In 2010 and 2011 I did three trips to the Kennedy Space Center. Three trips – why? Well, the first one because I wanted to visit this place since watching the first Shuttle launches in TV in the early 80s. I was not able to all I wanted at the center (it is huge!) and I realized that you actually can watch launches live from there. Thus, the second trip was planned for watching the final launch of the Shuttle Endeavour. The launch had to be delayed a few hours before the planned lift-off time. The delay stretched out to 16 days – I missed the launch. One Shuttle launch was left – STS-135, the final launch of Atlantis. And I managed to see this – as part of the official ESA/DLR delegation. What a happy me in the end!
But I still have not seen all there – thus I plan to go back later this year. The launch of the EFT-1 flight with a huge Delta 4 Heavy or a launch of a SpaceX Falcon 9 (with a test to return the first stage propulsively back to the launch site!?) could be very interesting to watch. If you want to join please let me know. I would be a good guide I think. 😉
But first some impressions from my three visits so far. Here we go with part I (part II is available here: https://hvossgaia.wordpress.com/kennedy-space-center-ii/):
1.) Launch pads:
Shuttle launch pad 39B in June 2010 before rebuilding it to a clean pad.
Delta 4 launch pad as seen from the causeway
STS-134 Endeavour as seen from the causeway. This photo was taken when the first launch try was aborted. The launch had to be delayed by 16 days and I missed that one.
Delta 4 launch pad as seen from the gauntry.
Launch pad for the Falcon 9 of SpaceX.
Launch pad of the Atlas V rocket. The Vertical Integration Facility can also be seen.
Shuttle launch pad 39A as seen from the Saturn V center.
Atlantis one day before the final launch on pad 39A.
These guys in the blue suits are the astronauts. You can meet some of them at KSC. This is Stephen Robinson.
Another shot of Atlantis one day before launch.
Launch pad 39A after the final launch of Atlantis as seen from the Saturn V center.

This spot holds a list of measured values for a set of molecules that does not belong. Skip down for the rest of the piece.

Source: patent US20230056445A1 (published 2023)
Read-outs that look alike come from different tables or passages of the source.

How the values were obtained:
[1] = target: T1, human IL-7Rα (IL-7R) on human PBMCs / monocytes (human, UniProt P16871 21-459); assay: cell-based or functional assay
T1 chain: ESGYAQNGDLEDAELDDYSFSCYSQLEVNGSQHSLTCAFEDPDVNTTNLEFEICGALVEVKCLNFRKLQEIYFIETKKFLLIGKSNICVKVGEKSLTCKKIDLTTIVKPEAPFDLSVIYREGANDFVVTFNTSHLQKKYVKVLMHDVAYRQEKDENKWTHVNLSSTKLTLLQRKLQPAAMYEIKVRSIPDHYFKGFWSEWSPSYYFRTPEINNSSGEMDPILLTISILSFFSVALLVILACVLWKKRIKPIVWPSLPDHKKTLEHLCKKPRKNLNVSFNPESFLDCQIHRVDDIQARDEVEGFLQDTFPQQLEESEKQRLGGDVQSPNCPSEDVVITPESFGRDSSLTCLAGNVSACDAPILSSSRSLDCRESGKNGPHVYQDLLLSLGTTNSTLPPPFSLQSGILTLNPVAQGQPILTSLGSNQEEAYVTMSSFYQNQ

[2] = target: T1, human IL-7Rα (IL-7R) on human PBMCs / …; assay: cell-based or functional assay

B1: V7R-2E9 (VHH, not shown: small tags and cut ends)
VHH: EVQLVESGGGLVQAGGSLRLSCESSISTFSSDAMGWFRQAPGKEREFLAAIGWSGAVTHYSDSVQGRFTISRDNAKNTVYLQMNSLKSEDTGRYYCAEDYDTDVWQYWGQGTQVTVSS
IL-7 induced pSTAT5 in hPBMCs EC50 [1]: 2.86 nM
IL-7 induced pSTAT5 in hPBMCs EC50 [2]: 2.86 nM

Launch pad 39B (left) and 39A after the launch of Atlantis.
Launch pad 39B is prepared for the launch of the new SLS launcher. This is a clean pad as the launch tower will be permanently located on the transport platform of the rocket.
One of the crawlers. They transport the launch platforms with the Shuttle on top from the VAB to the launch pad. In the background you can see the VAB, the launch control center and the launch tower for the new SLS launcher.
Launch pad 39A with Atlantis a few minutes before its final lift off.
Another view of Atlantis one day before her final launch.
Closer now … 😉
Endeavour on pad 39A enclosed in the RSS before her final launch.
Visiting an OPF (Orbiter Processing Facility):
There are three OPFs at the KSC – here you can see two of them.
We are visiting OPF 1.
One of the attachment points for the external tank including fuel lines.
Main landing gear without tires.
These rings were enclosing the main engines of the orbiter.
The orbiter is somewhere here! Processing was a very complex task obviously!
These orbiters are huge!
The tiles of the Thermal Protection System (TPS) – aka heatshield – are several cm thick.
… and Endeavour is really inside this … believe me!
… a proud visitor in front of Endeavour in the OPF. You can spot the nose cap and the nose landing gear!
The nose landing gear bay with the forward attachment point of the ET.
… she is so huge … I am feeling to be small …
Some tile damage. This one was inspected in orbit. I remember that I was following the inspection live in the net.
A landing gear door. Don´t touch this 😉
The aft edges of the wings and the body flap.
Small tile damages here and there …
How the thermal tiles are made:
There are a plenty of different forms and sizes of tiles mounted on the surface of the orbiter.
Processing a very special tile.
Tiles in storage.
For the lower side of the TPS the tiles have a special black coating.
This is an oven used for baking tiles.
Still glowing but you can touch it already!
The tiles are very light and can swim. With a special coating they don´t soak water.
Some parts of the orbiter are covered by these thermal blankets. The weight less than the tiles.
Here we have the raw material the tiles are made off.
A tile is pressed.
All the different types of thermal insulation used on the Shuttle.
A very special thermal blanket.
An old German Singer sewing machine is used for the production of thermal blankets.
Space Shuttle Main Engine (SSME) processing:
With this machine you lift the SSMEs.
… some SSMEs are waiting for new tasks …
This engine was recently selected as one of the four engines that will power the new NASA SLS rocket into space on its maiden launch in December 2017. Ouch, seems to be there is an emotional connection for me with this launch in 2017.
How the SSME is working …
Close inspection of a SSME nozzle
Close-up of the entire turbo-machinery
To be continued …